If you have “tried everything” and are still having regular IBS symptoms, seriously consider SIBO and Candida as being potential contributing factors. Dysbiosis of the gut can be going on for years in the background without you knowing it.
There were a lot of terms I had heard without really understanding them. I hope this will help you understand the main concepts better:
What is SIBO (and dysbiosis)?
SIBO sounds like a new washing powder, but it’s short for Small Intestine Bacterial Overgrowth. It is possible to have bacterial overgrowth in the stomach, but it is more common in the small intestines.
SIBO is a type of dysbiosis (imbalance in gut bacteria).
I will spare you the medical blurb on this and keep it simple.
Think of SIBO as pond weed – but in your gut…
In the gut we have many different strains of good bacteria that help us with the digestive process. And there are a few bad guys hanging around too, but there are just a few of them. The body is very good at autoregulating.
SIBO is generally thought to be caused by eating lots of refined sugars and industrially processed foods, or you have been on regular antibiotics against viral infections (not to be confused with herbal antibiotics that can be used as treatment for dysbiosis).
However if you experienced a difficult childhood and/or regularly experience high levels of stress and regular IBS flare-ups, this can also encourage dysbiosis in the gut.
Then the bad guys multiply and take over – a bit like pond weed. The trouble with the bad guys is that you can’t see them.
But if you are regularly bloated, the chances are that they are there and causing a disturbance. And they can stay there for years and years and clog up your digestion without you realizing it, causing you to bloat whatever you eat.
How do I know if I have got SIBO?
You don’t have to have a test done.
But you won’t know for sure unless you get tested for it.
Symptoms of SIBO
Consider looking into SIBO if you suffer from bloating, diarrhea and constipation, nausea, itchy skin, and brain fog.
What about H. Pylori?
H. Pylori is a strain of bacteria that causes inflammation and ulcers in the gut. To check for H. Pylori you will need a specific urea test.
Tests are not always 100% reliable, but they give a good indication. If your tests come back negative, and you are having long-term IBS problems, you may want to try a SIBO treatment anyway and see if it makes any difference.
What is Candida? Is it the same as SIBO?
Yes and no. We are still talking about a type of dysbiosis (an imbalance in gut bacteria) but of a specific fungus called Candida Albicans. This is often referred to as a yeast infection.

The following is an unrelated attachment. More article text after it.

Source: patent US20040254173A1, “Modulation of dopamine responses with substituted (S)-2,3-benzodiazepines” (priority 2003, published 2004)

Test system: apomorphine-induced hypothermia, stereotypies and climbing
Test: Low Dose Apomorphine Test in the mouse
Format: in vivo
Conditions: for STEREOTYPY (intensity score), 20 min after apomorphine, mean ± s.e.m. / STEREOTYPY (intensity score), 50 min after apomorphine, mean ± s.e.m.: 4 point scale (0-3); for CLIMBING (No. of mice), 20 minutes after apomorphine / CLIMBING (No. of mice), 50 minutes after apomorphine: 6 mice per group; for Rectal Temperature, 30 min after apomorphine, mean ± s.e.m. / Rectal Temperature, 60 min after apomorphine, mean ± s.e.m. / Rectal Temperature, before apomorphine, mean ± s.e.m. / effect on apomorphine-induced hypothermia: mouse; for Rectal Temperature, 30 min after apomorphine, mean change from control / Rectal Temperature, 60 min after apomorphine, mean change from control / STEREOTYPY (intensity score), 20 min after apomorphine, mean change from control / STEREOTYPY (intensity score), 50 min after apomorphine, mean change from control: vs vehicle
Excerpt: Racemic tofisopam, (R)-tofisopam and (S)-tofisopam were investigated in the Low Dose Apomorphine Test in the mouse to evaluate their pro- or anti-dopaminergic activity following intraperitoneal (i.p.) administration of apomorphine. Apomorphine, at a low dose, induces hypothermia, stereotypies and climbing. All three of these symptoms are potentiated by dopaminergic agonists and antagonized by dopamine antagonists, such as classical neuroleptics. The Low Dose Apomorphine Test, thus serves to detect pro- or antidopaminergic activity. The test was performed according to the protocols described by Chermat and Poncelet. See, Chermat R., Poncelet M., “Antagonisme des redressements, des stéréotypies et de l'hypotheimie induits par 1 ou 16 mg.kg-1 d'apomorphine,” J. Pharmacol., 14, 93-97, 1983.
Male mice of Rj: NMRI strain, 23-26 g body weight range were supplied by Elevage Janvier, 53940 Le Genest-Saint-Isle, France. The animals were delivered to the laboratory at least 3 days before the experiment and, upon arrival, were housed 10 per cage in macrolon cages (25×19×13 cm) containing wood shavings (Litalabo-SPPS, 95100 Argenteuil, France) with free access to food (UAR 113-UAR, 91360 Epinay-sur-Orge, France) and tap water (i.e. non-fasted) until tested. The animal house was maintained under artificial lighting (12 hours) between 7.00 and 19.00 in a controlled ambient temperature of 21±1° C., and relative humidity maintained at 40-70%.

Candida is a fungus naturally present in our digestive system that helps the body break down food and absorb nutrients. If overgrowth occurs (generally for the same reasons as for SIBO) And this overgrowth occurs principally in the mouth and intestines, but can also affect the skin and other parts of the body. A hydrogen and methane breath test will indicate if you have it, but there are other urine and stool tests too.
Symptoms of Candida
Symptoms include bloating and difficult digestion. However there are specific symptoms like sugar craving, bad breath and a coated tongue, hormone imbalance (thought to be caused by a byproduct of Candida that mimics estrogen), and fatigue.
Sinus and throat problems can also indicate the presence of Candida.
And what is Leaky gut?
Leaky gut is more like star Wars!
As your digestion gets clogged up and the good guys are fewer in numbers, they get bad at digesting your food.
Tiny parts of the gut wall, one of our major immune system barriers, get inflamed and worn down, letting through undigested food particles into the bloodstream.
Your immune system recognises these food particles as invaders and attacks them.
The next time you eat that food, the chances are that your immune system will react to it again – and this is the start of food intolerance, and why you can continue to develop new food sensitivity.
If you are unlucky ou can, of course, have SIBO, Candida, and leaky gut!
So how can I get my gut in balance?
Traditional treatment involves prescribed drugs, herbal antibiotics, prebiotics and probiotics.
However I would urge you to look deeper into WHY you have imbalance in your gut.
You can treat the symptoms, but if you never get to the ROOT CAUSES, dysbiosis of the gut will likely come back again – along with other IBS symptoms.14